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Dr Gerda Wielander

The Contemporary China Centre Spring 2013 Seminar Series

Dr Gerda Wielander

On 10 December 2008 a document called Charter 08 was made public in China. Inspired by the Charter 77 of Czechoslovakia and published on the 60th anniversary of the Declaration of Human Rights, the document proposes nineteen ‘recommendations on governance, citizens’ rights and social development’. Instead of advocating steady reform, the document calls for a fundamental change to the political system in China and is considered to be the embodiment and synthesis of theoretical and intellectual achievements by Chinese liberal intellectuals over a decade. One year after the publication of Charter 08 Liu Xiaobo, one of the men responsible for drafting the document, was sentenced to an eleven-year prison sentence for subversion. During an earlier prison sentence in 1999, Liu Xiaobo, an active participant in the democracy movement of 1989, read and made extensive notes on Christianity and political action. Two main issues appear to capture Liu’s imagination in particular: that Christianity made the transition from a persecuted religion to the official religion of the Roman Empire, and that the Christian faith became the transcendental basis for the processes of the rule of law.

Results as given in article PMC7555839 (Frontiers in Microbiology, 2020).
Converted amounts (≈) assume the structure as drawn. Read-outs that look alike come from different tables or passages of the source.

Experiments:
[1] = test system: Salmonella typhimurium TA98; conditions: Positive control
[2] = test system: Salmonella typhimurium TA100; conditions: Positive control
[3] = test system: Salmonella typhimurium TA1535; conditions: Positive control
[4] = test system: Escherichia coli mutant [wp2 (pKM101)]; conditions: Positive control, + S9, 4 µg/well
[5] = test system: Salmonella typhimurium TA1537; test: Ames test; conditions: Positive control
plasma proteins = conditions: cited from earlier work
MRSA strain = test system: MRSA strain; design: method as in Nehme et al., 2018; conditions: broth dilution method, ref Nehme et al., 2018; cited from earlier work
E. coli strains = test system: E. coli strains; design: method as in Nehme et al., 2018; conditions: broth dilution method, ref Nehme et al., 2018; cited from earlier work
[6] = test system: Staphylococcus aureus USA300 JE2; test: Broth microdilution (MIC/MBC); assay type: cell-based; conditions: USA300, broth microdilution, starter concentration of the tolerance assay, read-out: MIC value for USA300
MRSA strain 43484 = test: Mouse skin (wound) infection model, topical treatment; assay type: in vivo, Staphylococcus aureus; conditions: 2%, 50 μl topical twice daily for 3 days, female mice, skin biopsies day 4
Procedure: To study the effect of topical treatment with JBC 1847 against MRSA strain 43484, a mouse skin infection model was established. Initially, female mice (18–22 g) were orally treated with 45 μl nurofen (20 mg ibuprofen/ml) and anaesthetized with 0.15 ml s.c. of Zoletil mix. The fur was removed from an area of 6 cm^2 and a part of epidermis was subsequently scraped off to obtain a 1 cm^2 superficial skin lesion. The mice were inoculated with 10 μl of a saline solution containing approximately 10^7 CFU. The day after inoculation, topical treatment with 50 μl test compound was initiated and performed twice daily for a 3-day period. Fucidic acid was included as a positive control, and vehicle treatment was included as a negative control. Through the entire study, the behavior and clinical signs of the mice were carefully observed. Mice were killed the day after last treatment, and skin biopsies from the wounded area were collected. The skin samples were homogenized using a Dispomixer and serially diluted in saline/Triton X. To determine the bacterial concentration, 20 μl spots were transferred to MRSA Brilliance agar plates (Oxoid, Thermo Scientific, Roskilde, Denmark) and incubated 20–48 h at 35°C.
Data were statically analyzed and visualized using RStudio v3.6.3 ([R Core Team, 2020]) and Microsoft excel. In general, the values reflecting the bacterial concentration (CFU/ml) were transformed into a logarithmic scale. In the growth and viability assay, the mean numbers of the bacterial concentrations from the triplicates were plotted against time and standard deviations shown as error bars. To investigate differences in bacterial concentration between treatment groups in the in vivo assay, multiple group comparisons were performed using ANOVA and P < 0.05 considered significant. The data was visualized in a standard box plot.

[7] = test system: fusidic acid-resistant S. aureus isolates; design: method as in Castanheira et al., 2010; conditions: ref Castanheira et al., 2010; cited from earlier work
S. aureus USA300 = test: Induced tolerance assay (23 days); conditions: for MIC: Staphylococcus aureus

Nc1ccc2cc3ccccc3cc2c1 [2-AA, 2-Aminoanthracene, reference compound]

This talk focuses on Chinese Christian liberals and the way faith and politics are linked in their theoretical writings, which emphasize the importance of a transcendental source of values in the construction of a polity as well as in the emergence of a true civil society in China. It also investigates the links between Christian liberals and other liberal groups such as (non-Christian) liberal intellectuals, democracy movement activists, liberals within the CCP, human rights lawyers and grassroots rights activists. As will be shown, the distinctions between these categories are blurred insofar as Christian liberal thinking has had a profound influence on and representatives in all these categories of liberals over the last decade.


Gerda Wielander is Principal Lecturer in Chinese Studies at the University of Westminster, London, and researcher at the university’s Contemporary China Centre. Gerda’s research interests lie with the intellectual and spiritual influences on social and political change in contemporary China. Her work on the ‘dissident Christian intellectual’, on electronic house church publications and activities, and most recently on the use of ‘love’ in Chinese political discourse has been published in leading international journals. Her monograph ‘Christian Values in Communist China’ will be published as part of Routledge’s Contemporary China Series in late 2013. 

Non-University of Westminster attendees please register with Dr Derek Hird

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